• College Sophomores Plan Kilimanajaro Climb to Raise Money for School in Tanzania


    Tony Tim Gainesville FL College sophomores plan Kilimanjaro climb to raise money for school in Tanzania

    Tony, left, and Tim Louthan will climb Mount Kilimanjaro to raise money for a school for orphans in Tanzania.


    By Shayna Posses, Gainesville Sun Correspondent

    Published: Thursday, July 12, 2012 at 4:13 p.m.

    Tony and Tim Louthan had a pretty typical freshman year of college. Decked out in the classic male undergrad uniform of polo shirts and ironed khaki shorts, the twins speak eloquently about how busy their freshman year of college was and how they’re still uncertain about their majors.

    This summer, though, the twins will step out of their comfort zone. About 19,340 feet out of their comfort zone, to be precise.

    Between Aug. 11 and Aug. 17, the 19-year-old Eastside High School graduates will attempt to climb Mount Kilimanjaro to raise money for a school for orphans in Tanzania.

    “It’s a challenge, both physically and mentally,” Tony Louthan, a Princeton University sophomore, said. “It helps us broaden our horizons. It’s a learning experience.”

    The two will join an international team of 11 other amateur climbers to hike up the largest mountain in Africa as part of an initiative by the nonprofit organization Kujali International. The group of climbers is mainly composed of adults, making the teens feel personally connected to the orphans they’re helping.

    “I think this idea of teenagers — well, we only have a year left — but the idea of teenagers helping teenagers is a powerful image,” Tony Louthan said.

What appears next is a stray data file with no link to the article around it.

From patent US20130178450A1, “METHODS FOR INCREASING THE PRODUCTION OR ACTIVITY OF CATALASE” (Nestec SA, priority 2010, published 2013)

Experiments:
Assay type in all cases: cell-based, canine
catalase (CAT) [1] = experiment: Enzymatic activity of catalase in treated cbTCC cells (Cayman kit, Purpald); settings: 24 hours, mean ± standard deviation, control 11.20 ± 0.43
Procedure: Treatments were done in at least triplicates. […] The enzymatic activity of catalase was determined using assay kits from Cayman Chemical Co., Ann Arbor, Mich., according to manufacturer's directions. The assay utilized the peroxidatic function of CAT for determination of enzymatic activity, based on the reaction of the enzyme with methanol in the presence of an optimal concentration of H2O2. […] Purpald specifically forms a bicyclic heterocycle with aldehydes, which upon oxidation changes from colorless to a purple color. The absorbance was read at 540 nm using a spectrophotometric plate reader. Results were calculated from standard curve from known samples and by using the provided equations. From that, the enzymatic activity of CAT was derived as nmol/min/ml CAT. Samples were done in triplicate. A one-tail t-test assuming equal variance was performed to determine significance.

Kujali International was formed in 2006 by two University of Florida undergraduates, Sydney Schaef and Sarah Lowe. Schaef spent a semester studying at the University of Dar es Salaam in Tanzania and decided to start Kujali to combat some of the problems she had witnessed there.

    Lowe and Schaef, now graduate students at the University of Oxford, approached the Louthan brothers in January of this year about becoming involved in the project, because Lowe and Schaef had been students of the Louthans’ parents, both UF history professors. “It was kinda something out of the blue,” said Tim Louthan, a Davidson College sophomore. “I’ve never done anything like this before. It’s extremely ambitious.”

    In 2007, Kujali International partnered with the Tanzanian nonprofit Hananasif Orphanage Center to open its first boarding school for teens, HOCET Secondary School, in

    Mkuranga. This free, private boarding school gives 100 students a career-based education in horticulture, animal husbandry, fine arts, solar energy and entrepreneurship in a sustainable facility.

    The brothers are spending their summer raising money that will be donated directly to the school. Their goal is to raise $20,000.

    They are handling their travel costs and expenses privately, which are running around $3,500 each, they said.

    The twins’ interest in Africa started in high school when they participated in a program through the UF Center for African Studies that taught them about African culture and history. As International Baccalaureate students at Eastside, they worked on extended essays about the apartheid problem in South Africa, traveling to the country with their parents to do research.

    “It’s not at the same level as Tanzania, but we’ve seen some of the poverty,” Tim Louthan said. “This is giving us a chance to appreciate what we have. You don’t want to get caught up in the bubble of privilege.”

    Tony Louthan said he remembers reading a statistic that said one in eight children in Sub-Saharan Africa is orphaned. For the twins, this staggering number inspires them to throw themselves into the difficult cause.

    “It sounds cliched, but it’s about making an impact in one kid’s life,” Tim Louthan said.

    Tony Louthan agreed. “It’s easy,” he said, “to become naive and say, ‘Oh, I’m saving the world,’ but I think you have to stay grounded.”

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